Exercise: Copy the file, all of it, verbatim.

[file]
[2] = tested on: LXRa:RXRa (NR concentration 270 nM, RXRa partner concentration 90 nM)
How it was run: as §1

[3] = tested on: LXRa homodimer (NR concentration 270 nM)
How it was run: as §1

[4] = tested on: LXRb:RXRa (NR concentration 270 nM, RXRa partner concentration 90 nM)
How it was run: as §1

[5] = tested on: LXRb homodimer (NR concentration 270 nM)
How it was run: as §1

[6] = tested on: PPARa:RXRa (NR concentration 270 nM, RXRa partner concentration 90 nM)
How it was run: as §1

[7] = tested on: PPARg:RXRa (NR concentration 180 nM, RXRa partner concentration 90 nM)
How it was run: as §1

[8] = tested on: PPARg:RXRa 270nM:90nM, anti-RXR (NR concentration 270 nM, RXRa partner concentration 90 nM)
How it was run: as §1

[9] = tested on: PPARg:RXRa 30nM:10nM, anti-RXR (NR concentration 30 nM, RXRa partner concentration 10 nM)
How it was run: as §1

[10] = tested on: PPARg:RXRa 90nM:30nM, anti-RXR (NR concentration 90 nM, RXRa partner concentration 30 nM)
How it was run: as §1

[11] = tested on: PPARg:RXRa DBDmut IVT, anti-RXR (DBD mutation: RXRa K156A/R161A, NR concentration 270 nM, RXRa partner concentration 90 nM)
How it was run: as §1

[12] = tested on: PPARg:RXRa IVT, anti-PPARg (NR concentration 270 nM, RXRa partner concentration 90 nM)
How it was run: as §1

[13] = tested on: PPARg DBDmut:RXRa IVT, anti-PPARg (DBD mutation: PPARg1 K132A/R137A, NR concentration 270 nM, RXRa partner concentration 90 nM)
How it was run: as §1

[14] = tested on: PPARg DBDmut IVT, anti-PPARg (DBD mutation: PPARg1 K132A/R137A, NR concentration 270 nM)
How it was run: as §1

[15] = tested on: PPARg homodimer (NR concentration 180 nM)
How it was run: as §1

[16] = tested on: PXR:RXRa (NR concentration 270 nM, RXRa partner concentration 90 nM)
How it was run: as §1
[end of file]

[2] = tested on: LXRa:RXRa (NR concentration 270 nM, RXRa partner concentration 90 nM)
How it was run: as §1

[3] = tested on: LXRa homodimer (NR concentration 270 nM)
How it was run: as §1

[4] = tested on: LXRb:RXRa (NR concentration 270 nM, RXRa partner concentration 90 nM)
How it was run: as §1

[5] = tested on: LXRb homodimer (NR concentration 270 nM)
How it was run: as §1

[6] = tested on: PPARa:RXRa (NR concentration 270 nM, RXRa partner concentration 90 nM)
How it was run: as §1

[7] = tested on: PPARg:RXRa (NR concentration 180 nM, RXRa partner concentration 90 nM)
How it was run: as §1

[8] = tested on: PPARg:RXRa 270nM:90nM, anti-RXR (NR concentration 270 nM, RXRa partner concentration 90 nM)
How it was run: as §1

[9] = tested on: PPARg:RXRa 30nM:10nM, anti-RXR (NR concentration 30 nM, RXRa partner concentration 10 nM)
How it was run: as §1

[10] = tested on: PPARg:RXRa 90nM:30nM, anti-RXR (NR concentration 90 nM, RXRa partner concentration 30 nM)
How it was run: as §1

[11] = tested on: PPARg:RXRa DBDmut IVT, anti-RXR (DBD mutation: RXRa K156A/R161A, NR concentration 270 nM, RXRa partner concentration 90 nM)
How it was run: as §1

[12] = tested on: PPARg:RXRa IVT, anti-PPARg (NR concentration 270 nM, RXRa partner concentration 90 nM)
How it was run: as §1

[13] = tested on: PPARg DBDmut:RXRa IVT, anti-PPARg (DBD mutation: PPARg1 K132A/R137A, NR concentration 270 nM, RXRa partner concentration 90 nM)
How it was run: as §1

[14] = tested on: PPARg DBDmut IVT, anti-PPARg (DBD mutation: PPARg1 K132A/R137A, NR concentration 270 nM)
How it was run: as §1

[15] = tested on: PPARg homodimer (NR concentration 180 nM)
How it was run: as §1

[16] = tested on: PXR:RXRa (NR concentration 270 nM, RXRa partner concentration 90 nM)
How it was run: as §1